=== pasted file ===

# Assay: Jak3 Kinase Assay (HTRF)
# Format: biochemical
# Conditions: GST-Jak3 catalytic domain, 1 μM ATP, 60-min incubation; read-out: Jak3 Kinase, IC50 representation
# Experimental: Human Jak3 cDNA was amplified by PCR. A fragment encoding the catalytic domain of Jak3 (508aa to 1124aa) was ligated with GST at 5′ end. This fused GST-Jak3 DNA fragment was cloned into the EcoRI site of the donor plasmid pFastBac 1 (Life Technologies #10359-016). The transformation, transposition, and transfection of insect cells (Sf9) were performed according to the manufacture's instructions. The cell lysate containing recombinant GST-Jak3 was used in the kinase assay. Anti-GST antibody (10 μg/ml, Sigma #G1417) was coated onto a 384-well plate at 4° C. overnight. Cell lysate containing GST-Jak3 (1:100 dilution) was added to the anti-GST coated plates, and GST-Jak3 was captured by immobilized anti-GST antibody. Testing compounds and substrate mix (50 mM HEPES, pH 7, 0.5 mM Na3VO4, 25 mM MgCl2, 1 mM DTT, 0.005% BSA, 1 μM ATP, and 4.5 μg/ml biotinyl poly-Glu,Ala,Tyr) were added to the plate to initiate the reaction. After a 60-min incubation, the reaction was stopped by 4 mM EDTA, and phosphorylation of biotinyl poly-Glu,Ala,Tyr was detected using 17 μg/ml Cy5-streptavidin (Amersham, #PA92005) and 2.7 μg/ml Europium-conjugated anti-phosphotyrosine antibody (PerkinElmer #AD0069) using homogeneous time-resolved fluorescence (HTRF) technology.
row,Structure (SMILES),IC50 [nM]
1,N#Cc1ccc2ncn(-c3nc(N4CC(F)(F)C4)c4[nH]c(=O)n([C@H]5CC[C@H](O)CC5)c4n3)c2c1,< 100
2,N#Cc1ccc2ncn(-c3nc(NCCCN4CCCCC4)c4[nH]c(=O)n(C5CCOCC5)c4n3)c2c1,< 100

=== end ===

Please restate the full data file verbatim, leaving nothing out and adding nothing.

# Assay: Jak3 Kinase Assay (HTRF)
# Format: biochemical
# Conditions: GST-Jak3 catalytic domain, 1 μM ATP, 60-min incubation; read-out: Jak3 Kinase, IC50 representation
# Experimental: Human Jak3 cDNA was amplified by PCR. A fragment encoding the catalytic domain of Jak3 (508aa to 1124aa) was ligated with GST at 5′ end. This fused GST-Jak3 DNA fragment was cloned into the EcoRI site of the donor plasmid pFastBac 1 (Life Technologies #10359-016). The transformation, transposition, and transfection of insect cells (Sf9) were performed according to the manufacture's instructions. The cell lysate containing recombinant GST-Jak3 was used in the kinase assay. Anti-GST antibody (10 μg/ml, Sigma #G1417) was coated onto a 384-well plate at 4° C. overnight. Cell lysate containing GST-Jak3 (1:100 dilution) was added to the anti-GST coated plates, and GST-Jak3 was captured by immobilized anti-GST antibody. Testing compounds and substrate mix (50 mM HEPES, pH 7, 0.5 mM Na3VO4, 25 mM MgCl2, 1 mM DTT, 0.005% BSA, 1 μM ATP, and 4.5 μg/ml biotinyl poly-Glu,Ala,Tyr) were added to the plate to initiate the reaction. After a 60-min incubation, the reaction was stopped by 4 mM EDTA, and phosphorylation of biotinyl poly-Glu,Ala,Tyr was detected using 17 μg/ml Cy5-streptavidin (Amersham, #PA92005) and 2.7 μg/ml Europium-conjugated anti-phosphotyrosine antibody (PerkinElmer #AD0069) using homogeneous time-resolved fluorescence (HTRF) technology.
row,Structure (SMILES),IC50 [nM]
1,N#Cc1ccc2ncn(-c3nc(N4CC(F)(F)C4)c4[nH]c(=O)n([C@H]5CC[C@H](O)CC5)c4n3)c2c1,< 100
2,N#Cc1ccc2ncn(-c3nc(NCCCN4CCCCC4)c4[nH]c(=O)n(C5CCOCC5)c4n3)c2c1,< 100